Steel participants optimistic about US, EU deal by Nov 1

Reports that the United States and European Union plan to resolve the dispute arising from the Trump administration’s Section 232 steel and aluminium tariffs by November 1 have elicited mostly positive comments from steel market participants.

The US and EU agreed on the November deadline after EU trade chief Valdis Dombrovskis and US Commerce Secretary Gina Raimondo spoke on Friday July 29, Politico reported on Monday, citing an unnamed European official. President Trump announced the imposition of tariffs on steel and aluminium imports on national security grounds in March 2018.
“This latest consideration by the Biden administration is most welcome and long overdue,” John Foster, the president of Partners in Steel International Inc, told Fastmarkets. “As we and many others have said from the outset, the national security basis for the 232 tariffs was without foundation. This is also why the Institute is a strong advocate of the bipartisan approach in the Senate to make the Department of Defense an integral governing factor in such decisions.”
The Biden administration and the EU announced after talks in June that they aimed to resolve the issue by the end of 2021. The tariffs up for discussion are EU-specific and the issue of excess capacity will be dealt with as well, according to the United States-European Union summit statement issued on June 15.
The American Iron and Steel Institute (AISI) and Steel Manufacturers Association (SMA), which represent US steelmakers, expressed optimism that the Biden administration would take the industry’s concerns about overcapacity and subsidies into account as it negotiates a resolution to the dispute.
“Since the US-EU summit in June and the agreement to work toward a resolution of differences on measures regarding steel before the end of the year, the American steel industry has been engaging closely with the US government to provide input on key issues from the industry’s perspective,” AISI president and chief executive officer Kevin Dempsey told Fastmarkets.
“How quickly a resolution of differences with the EU can be reached will depend on the degree of progress achieved in identifying effective and enforceable means of addressing global overcapacity in steel, which continues to threaten our industry and our national security. Among other things, this requires commitments to eliminate subsidies and other forms of market-distorting government intervention in the steel industry around the world,” Dempsey added.
“SMA is pleased to see this expedited negotiation timeline and encourage both sides to remain focused on developing a solution that is long- term, sustainable, transparent, easy to monitor and enforceable over time,” SMA president Philip K Bell told Fastmarkets. “At its core, any agreement must help ensure the viability of the American steel industry while bolstering American jobs. We hope to see mechanisms put in place that provide the flexibility in dealing with changes in steel demand.”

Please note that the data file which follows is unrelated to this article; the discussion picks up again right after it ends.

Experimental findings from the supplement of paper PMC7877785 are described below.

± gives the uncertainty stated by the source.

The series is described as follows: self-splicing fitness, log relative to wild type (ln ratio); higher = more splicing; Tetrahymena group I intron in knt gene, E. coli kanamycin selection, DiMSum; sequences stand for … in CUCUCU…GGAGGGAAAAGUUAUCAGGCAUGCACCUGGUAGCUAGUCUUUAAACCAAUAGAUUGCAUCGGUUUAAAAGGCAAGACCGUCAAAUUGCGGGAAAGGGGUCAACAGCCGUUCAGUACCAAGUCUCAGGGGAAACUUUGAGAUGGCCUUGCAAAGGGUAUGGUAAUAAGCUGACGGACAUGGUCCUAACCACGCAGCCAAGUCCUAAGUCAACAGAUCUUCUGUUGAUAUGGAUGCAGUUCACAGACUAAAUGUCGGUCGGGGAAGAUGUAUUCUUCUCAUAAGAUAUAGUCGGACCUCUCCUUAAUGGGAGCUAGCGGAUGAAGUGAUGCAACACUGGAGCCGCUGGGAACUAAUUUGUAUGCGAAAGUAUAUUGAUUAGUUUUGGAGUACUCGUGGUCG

On May 17 the EU announced that it would delay plans to escalate retaliatory tariffs on US products, which were set to take effect on June 1 unless the US removed its 232 tariffs.
“Cooperating with our allies has made for many positive returns,” American Metals Supply Chain Institute (AMSCI) president Richard Chriss told Fastmarkets. “Tariffs, however, beget tariffs, including retaliatory tariffs from the European Union. The EU’s current moratorium on its retaliatory tariffs imposed as a result of the 232 steel and aluminum tariffs expires December 1. In many important respects, trade policy is foreign policy. Maintaining unwarranted tariffs on a key ally is the definition of bad foreign policy.”
AMSCI, which represents the interests of metal importers, has spearheaded efforts to rescind Section 232 since it was announced.
“About 300 manufacturing companies wrote President Biden in May this year, protesting that they can’t find the metal materials at sustainable prices they require for their operations, with American manufacturers paying 40% more than their European counterparts for similar steel,” Chriss said. “A 2019 Federal Reserve study estimated that higher US steel prices cost 75,000 Americans their jobs, a far greater loss than the small, transient increase in steel and iron mill employment attributed to the tariffs”.
Following the implementation of the Section 232 tariffs in June 2018, Fastmarkets’ daily steel hot-rolled coil index, fob mill US surged to $45.84 per hundredweight ($916.80 per short ton) - a nearly 10-year high at the time. The index was last calculated at $94 per cwt on Thursday and hit an all-time high of $94.03 per cwt on July 29.
Domestic production and limited imports will not be able to meet US steel demand this year, a West Coast buyer told Fastmarkets.
“The EU target for November 1 Section 232 elimination cannot come fast enough,” the West Coast buyer said.
“Recognizing that successfully addressing these significant challenges will take considerable time and effort, the US must at the same time maintain strong and effective trade measures to prevent surges in steel imports from every region of the world, including Europe,” Dempsey said. “We appreciate the Biden administration’s ongoing commitment to ensure the long-term viability of the American steel industry while addressing the problem of global excess steel capacity.”
Rijuta Dey Bera in New York contributed to this report.
Decarbonization complicates an already complex marketplace. Our latest analysis, "The true price of green steel," dives into the ripple effects that overhauling the markets will have on the steelmaking process and supply base.

Mark Shenk

mark.shenk@fastmarkets.com

Published

Mark Shenk

August 05, 2021

18:44 GMT

New York